[Coco] GOTO and code maintainability

Rogelio Perea os9dude at gmail.com
Tue Sep 8 08:40:55 EDT 2009

On Mon, Sep 7, 2009 at 9:26 AM, Aaron Banerjee <spam_proof at verizon.net>wrote:

> All of us have at least at one point in time either used, or tried to
> figure out code containing GOTO statements.  In a recent programming
> environment I was in, GOTO (or it's equivalent in whatever language we
> happened to be programming) was expressly forbidden -- no exceptions no
> matter what.
> Just to be an irritant, I chucked a single GOTO (to make a polling loop) in
> a relatively simple program, which totally confused my colleagues.
> Given that it isn't abused, I don't see why GOTO makes code any less
> maintainable than other obviscation techniques, such as polymorphism (which,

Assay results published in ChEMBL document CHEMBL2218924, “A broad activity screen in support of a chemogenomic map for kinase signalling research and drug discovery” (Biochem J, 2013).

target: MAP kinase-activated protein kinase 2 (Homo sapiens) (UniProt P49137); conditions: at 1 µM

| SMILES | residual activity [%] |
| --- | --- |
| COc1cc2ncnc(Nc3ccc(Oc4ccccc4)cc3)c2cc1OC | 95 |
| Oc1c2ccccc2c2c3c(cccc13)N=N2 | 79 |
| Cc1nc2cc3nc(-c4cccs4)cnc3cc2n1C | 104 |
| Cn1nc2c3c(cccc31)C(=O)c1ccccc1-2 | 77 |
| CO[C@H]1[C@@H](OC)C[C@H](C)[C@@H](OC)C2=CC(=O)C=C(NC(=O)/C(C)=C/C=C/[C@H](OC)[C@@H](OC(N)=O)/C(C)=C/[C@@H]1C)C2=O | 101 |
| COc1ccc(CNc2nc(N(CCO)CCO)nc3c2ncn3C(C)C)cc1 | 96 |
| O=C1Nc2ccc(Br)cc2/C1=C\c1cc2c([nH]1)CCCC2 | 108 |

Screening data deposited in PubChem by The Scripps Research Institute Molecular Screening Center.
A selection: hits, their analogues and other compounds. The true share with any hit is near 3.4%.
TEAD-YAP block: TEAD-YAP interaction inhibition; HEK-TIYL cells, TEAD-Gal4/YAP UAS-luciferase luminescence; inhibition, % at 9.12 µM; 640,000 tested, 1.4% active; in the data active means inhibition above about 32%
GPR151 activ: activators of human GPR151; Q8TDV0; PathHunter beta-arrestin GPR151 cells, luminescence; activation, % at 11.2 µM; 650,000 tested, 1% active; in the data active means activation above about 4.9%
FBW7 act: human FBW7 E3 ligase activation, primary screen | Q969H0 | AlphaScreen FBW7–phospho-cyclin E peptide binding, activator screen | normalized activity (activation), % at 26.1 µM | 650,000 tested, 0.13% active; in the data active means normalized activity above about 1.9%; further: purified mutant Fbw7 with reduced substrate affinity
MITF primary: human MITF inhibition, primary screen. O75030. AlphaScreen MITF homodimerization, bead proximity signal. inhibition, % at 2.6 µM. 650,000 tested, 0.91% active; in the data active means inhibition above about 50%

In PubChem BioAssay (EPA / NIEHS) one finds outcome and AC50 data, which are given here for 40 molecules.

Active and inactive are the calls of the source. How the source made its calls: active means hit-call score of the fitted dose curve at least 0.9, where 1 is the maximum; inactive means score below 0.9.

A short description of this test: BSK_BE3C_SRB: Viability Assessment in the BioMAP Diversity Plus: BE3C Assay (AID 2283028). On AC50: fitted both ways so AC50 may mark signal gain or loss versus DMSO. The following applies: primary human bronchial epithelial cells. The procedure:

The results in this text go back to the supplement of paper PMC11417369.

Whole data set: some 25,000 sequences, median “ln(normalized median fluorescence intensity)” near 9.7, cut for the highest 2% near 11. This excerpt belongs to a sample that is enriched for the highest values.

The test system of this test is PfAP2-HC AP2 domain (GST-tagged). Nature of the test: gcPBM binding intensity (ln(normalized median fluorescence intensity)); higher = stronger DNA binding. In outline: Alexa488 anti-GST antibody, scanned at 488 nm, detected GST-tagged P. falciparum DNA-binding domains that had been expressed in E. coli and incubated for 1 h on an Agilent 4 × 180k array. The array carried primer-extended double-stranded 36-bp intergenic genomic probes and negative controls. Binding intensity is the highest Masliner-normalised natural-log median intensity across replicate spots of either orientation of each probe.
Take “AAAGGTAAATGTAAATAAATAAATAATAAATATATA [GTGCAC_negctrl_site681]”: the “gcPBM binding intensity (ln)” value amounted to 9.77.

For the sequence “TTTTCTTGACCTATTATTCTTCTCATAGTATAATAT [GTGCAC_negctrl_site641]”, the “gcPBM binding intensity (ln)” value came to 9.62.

> while useful, if abused can lead to very multiple inheritance or
> exception-based program control.  At least GOTO tells you where it is
> going....
> Has anyone else run into this type of "GOTO intolerance" while programming?
>                          - Aaron

To be honest, I never understood the backlash GOTO suffered from structured
language evangelists, I felt it was to be taken as the one and only
source/cause of spaghetti code; that was the rhetoric from the uprising
Pascal and C community back in college (mid 80's for me)... my generation
had been brought up with TRS-80 Basic and 6800 ML assembly and that made us
all of the sudden the old guys who knew nothin' about programmin'.

Same could have been said about the IF THEN ELSE construct with its implied
GOTOs, yet no one raised a ruckus over that... GOTO was the four letter word
to be wary about. Sigh...

-- Rogelio

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